The other question we posed was, how long should your outbound cadences be? Survey said, up to 8 days.
Now, should you do your 7 attempts in 30 days? I say go after them, and fairly hard too.
Hit them in around two weeks. If you break that into business days, you’re hitting about a week and a half.
Hit them multiple times, rest them for a little while, and then pick it up again and run another program. The optimal practice is 7 touches within a week and a half.
It’s good to note as well that if you’re going after different personas, the numbers we’re presenting will change. This is also something we noticed in our research data.
Fourth Law of the Sales Cadence: Spacing
Spacing refers to the time between activities.
What is the optimal spacing of a sales cadence? Our survey participants said up to two days, which is what most people believe when it comes to spacing.
In reality, people in general wait about a good full week when it comes to their cadences. A lot of people run cadences that last around 60 to 90 days. They’re doing about 15 to 20 touches across those 40 to 60 days.
Yet optimal-wise, having a short spacing is better. One thing we learned from the study is to hit prospects short. Try to educate them on who you are and then back off.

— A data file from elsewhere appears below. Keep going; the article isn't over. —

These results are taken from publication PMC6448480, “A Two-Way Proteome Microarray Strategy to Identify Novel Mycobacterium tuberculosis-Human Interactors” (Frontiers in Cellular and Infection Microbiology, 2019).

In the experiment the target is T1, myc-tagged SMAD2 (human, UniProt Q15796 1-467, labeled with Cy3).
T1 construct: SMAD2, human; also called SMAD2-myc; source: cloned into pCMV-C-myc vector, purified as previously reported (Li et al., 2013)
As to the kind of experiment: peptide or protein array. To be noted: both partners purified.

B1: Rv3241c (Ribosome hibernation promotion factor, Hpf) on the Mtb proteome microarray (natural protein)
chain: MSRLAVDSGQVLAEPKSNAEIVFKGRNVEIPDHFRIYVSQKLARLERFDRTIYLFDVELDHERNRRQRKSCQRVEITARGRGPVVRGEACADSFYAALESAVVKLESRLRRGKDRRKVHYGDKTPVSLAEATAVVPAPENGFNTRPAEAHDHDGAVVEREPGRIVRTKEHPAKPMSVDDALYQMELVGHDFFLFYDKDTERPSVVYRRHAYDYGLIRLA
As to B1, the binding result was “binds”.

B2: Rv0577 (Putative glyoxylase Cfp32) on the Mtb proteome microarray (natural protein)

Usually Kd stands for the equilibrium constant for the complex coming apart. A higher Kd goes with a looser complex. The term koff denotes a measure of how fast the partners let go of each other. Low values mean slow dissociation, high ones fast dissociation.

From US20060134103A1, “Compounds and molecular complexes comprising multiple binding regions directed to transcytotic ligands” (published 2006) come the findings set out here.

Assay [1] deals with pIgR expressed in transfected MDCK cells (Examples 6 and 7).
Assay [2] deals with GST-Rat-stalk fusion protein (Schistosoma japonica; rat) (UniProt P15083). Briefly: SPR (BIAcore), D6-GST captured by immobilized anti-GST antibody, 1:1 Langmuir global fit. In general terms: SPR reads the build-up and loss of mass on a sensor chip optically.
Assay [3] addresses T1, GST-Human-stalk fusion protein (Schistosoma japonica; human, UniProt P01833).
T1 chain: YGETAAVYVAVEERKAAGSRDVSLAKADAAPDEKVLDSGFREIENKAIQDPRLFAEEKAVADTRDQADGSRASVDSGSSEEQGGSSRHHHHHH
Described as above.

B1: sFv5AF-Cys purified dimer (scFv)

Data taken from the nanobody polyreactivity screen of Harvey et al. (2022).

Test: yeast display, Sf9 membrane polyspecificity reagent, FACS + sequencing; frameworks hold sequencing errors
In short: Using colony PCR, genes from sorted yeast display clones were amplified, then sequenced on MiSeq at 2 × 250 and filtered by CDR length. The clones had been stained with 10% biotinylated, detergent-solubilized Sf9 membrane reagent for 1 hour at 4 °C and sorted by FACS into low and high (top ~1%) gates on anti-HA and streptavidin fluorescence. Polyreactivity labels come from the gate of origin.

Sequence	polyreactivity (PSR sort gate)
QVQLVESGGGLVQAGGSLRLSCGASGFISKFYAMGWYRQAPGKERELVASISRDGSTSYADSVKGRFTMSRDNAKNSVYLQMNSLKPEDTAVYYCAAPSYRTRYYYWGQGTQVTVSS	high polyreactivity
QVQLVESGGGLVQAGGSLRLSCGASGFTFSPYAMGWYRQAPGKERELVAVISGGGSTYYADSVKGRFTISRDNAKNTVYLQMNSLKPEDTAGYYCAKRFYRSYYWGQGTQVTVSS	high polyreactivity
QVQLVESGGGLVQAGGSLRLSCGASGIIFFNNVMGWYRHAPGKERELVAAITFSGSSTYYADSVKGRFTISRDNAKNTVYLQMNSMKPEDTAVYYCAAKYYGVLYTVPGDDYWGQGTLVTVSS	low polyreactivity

The optimal spacing on the recycling period based on the data we gathered is anywhere between 2 weeks to 45 days. That’s also the range that we typically saw people practice.
Remember that you don’t want to just hit your prospects 7 times and then leave them. You’ll want to recycle by starting a new sales cadence.
Fifth Law of the Sales Cadence: Content
As promised, we will also cover the fifth law in building a sales cadence. As we delved into content, here are the things we’ve found:
- Voice Messages — This communication method is not dead. Yet the shorter the voice message is, the better. Try to keep it under 30 seconds.
- Video — Don’t neglect this communication method. You also need to keep this short, so really think about what you will say in your 60-second video-based email.
- Direct Mail — Executives love receiving this. There are different types of direct mail like branded and general gifts, handwritten notes, and gift cards. The most effective one is the handwritten note.
It’s still best to contact prospects at the beginning and end of the day during the middle of the week (Wednesdays and Thursdays).
As you prepare your sales cadence, remember the five laws you ought to build it on. Now that you know these, there is no excuse to keep on taking actions based on guesswork.
Instead, start following the optimal prospecting cadence to get the best results.
What practices would you like to improve on your own sales cadence? We’d love to hear from you in the comments section below.